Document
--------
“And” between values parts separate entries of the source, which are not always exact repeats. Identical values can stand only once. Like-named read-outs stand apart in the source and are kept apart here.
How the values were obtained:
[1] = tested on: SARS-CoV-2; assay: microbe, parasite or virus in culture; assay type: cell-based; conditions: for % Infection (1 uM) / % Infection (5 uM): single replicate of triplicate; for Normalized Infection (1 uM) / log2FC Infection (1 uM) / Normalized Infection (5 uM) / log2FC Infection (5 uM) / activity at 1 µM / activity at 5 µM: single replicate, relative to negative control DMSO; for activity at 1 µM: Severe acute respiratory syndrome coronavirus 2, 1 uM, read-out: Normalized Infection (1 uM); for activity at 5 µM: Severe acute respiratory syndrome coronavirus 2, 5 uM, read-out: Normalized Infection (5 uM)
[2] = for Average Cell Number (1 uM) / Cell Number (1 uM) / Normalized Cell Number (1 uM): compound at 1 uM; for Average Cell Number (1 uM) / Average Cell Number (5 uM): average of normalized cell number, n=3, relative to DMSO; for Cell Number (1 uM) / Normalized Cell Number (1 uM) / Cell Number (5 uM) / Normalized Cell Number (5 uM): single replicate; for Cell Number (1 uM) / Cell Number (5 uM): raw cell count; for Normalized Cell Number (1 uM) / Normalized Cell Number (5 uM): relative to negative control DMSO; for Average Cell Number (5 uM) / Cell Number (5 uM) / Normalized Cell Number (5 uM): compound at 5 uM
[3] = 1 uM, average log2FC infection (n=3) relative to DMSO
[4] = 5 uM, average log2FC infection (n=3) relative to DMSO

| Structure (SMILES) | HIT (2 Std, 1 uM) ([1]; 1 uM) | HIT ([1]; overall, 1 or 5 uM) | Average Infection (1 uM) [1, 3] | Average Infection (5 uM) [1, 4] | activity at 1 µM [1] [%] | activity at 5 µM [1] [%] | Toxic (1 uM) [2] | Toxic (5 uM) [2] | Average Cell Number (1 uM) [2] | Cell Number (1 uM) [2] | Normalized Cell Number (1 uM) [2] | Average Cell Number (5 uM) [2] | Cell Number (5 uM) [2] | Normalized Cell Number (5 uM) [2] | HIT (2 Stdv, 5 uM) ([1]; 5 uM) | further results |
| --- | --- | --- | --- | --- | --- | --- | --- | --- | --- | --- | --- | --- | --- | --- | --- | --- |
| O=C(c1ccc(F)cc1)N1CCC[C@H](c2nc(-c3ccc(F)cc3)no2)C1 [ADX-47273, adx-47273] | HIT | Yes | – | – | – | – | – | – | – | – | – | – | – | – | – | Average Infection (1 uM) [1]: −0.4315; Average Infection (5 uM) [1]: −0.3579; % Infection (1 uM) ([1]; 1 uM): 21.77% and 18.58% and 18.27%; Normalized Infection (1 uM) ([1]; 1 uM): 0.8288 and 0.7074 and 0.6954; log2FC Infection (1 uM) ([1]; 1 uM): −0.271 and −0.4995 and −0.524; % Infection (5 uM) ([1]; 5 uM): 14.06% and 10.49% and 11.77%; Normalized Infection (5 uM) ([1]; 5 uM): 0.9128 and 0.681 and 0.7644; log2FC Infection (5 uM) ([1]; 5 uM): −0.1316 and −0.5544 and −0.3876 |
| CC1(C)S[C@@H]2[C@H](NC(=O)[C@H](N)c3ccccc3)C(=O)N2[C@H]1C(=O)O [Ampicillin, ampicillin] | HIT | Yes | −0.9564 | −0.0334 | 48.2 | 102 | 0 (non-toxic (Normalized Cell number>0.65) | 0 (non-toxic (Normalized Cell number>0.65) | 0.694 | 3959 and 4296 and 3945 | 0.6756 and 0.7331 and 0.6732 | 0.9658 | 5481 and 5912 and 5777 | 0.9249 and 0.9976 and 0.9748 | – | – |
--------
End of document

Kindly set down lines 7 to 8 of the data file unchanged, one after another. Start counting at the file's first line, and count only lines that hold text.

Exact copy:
| Structure (SMILES) | HIT (2 Std, 1 uM) ([1]; 1 uM) | HIT ([1]; overall, 1 or 5 uM) | Average Infection (1 uM) [1, 3] | Average Infection (5 uM) [1, 4] | activity at 1 µM [1] [%] | activity at 5 µM [1] [%] | Toxic (1 uM) [2] | Toxic (5 uM) [2] | Average Cell Number (1 uM) [2] | Cell Number (1 uM) [2] | Normalized Cell Number (1 uM) [2] | Average Cell Number (5 uM) [2] | Cell Number (5 uM) [2] | Normalized Cell Number (5 uM) [2] | HIT (2 Stdv, 5 uM) ([1]; 5 uM) | further results |
| --- | --- | --- | --- | --- | --- | --- | --- | --- | --- | --- | --- | --- | --- | --- | --- | --- |